Start off the new year with some new ways of thinking; this year take a fresh look at your assumptions about potential donors. Despite the marketing push to move our fundraising online, highest value-donors still prefer to give through the mail and younger donors are using both. Once we see the figures for 2012, the trends may move, but odds are the ratios will not change that much. So don’t be too quick to move all of your fundraising resources into appealing to the younger set.
Heart of the Donor, a 2011 study commissioned by Russ Reid Company (Pasadena, CA) and conducted by Grey Matter Research & Consulting (Phoenix AZ), shines a light on who gives to what. You can find the executive summary at www.russreid.com.
The majority of donors still do their giving through direct mail (64%); one-third of donors have given online in some form. Most people give through more than one channel (through work, through places of worship, phone call, gift catalog, television/radio ad). In the study the average donor used about 3 different channels in a 12-month period. This confirms that the fundraiser needs to be active in multiple channels.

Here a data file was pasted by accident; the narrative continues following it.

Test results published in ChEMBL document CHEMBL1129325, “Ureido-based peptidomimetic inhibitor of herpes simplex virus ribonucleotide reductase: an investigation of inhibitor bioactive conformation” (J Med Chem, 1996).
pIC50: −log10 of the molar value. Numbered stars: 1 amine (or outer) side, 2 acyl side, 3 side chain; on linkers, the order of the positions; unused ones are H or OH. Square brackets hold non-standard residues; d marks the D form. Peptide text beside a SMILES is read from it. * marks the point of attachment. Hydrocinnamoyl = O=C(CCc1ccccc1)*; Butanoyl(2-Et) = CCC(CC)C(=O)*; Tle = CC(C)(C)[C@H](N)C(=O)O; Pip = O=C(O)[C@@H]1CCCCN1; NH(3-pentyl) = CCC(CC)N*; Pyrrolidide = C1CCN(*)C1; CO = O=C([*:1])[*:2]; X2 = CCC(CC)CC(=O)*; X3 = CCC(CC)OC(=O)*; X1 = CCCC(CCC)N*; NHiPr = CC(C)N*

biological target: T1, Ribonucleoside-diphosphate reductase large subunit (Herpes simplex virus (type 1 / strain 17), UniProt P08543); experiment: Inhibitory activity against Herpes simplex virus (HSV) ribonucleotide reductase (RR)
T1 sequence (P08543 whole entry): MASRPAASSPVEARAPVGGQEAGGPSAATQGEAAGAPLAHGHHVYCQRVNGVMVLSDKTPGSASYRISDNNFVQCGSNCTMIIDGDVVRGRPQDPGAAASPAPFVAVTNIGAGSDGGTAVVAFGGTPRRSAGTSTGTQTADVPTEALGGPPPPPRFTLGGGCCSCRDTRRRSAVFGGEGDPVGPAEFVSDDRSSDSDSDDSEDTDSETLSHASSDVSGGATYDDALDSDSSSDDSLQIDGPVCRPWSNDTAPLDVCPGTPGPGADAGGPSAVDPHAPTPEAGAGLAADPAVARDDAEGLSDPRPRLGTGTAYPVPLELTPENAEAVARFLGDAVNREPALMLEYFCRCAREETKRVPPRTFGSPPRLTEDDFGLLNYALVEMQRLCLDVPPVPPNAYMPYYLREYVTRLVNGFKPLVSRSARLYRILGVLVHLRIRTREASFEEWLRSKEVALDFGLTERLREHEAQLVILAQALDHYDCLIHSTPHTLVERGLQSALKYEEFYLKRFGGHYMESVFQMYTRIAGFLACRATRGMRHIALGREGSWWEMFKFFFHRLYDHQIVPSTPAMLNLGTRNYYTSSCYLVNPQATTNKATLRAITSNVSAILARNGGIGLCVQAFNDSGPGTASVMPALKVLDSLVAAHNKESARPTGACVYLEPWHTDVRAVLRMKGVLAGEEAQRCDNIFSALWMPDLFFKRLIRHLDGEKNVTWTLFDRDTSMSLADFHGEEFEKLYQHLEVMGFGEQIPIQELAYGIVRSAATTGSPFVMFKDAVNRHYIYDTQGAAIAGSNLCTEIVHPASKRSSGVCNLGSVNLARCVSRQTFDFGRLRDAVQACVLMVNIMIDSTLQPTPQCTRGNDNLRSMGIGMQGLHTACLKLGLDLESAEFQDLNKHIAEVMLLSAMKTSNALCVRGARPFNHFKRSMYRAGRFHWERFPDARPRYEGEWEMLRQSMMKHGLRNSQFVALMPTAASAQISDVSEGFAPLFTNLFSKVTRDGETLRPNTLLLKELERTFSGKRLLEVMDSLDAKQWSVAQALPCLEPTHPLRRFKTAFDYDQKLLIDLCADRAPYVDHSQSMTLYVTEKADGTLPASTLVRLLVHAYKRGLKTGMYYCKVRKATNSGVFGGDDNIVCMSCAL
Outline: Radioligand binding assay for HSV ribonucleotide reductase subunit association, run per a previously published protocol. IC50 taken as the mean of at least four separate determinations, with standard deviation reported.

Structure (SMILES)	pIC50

Age is a major predictor of channel preference. In the 18-24 age group, 41% gave through mail; 61% online. In the 25-39 age group, the numbers are 44% mail, 54% online. In the 40-54 age group, 57% mail, 38%online. For the 55s-69, 77% mail, 25% online. Over 70, 71% mail; 11% online.
Conclusions: Mail is still the preferred channel used by among older donors, and is still well-used by younger donors. Older donors still give the largest amounts of money. (The average 55-69 donor gift in the study was $1,186.) The 25-39 age group (whose average gift is in the $400 range) appears to be equally comfortable with either channel.
The challenge these days is not to pursue a one-channel solution to reaching donors, but to synchronize multichannels, while respecting each donor’s preferred method of giving. Does this information change your strategy in any way?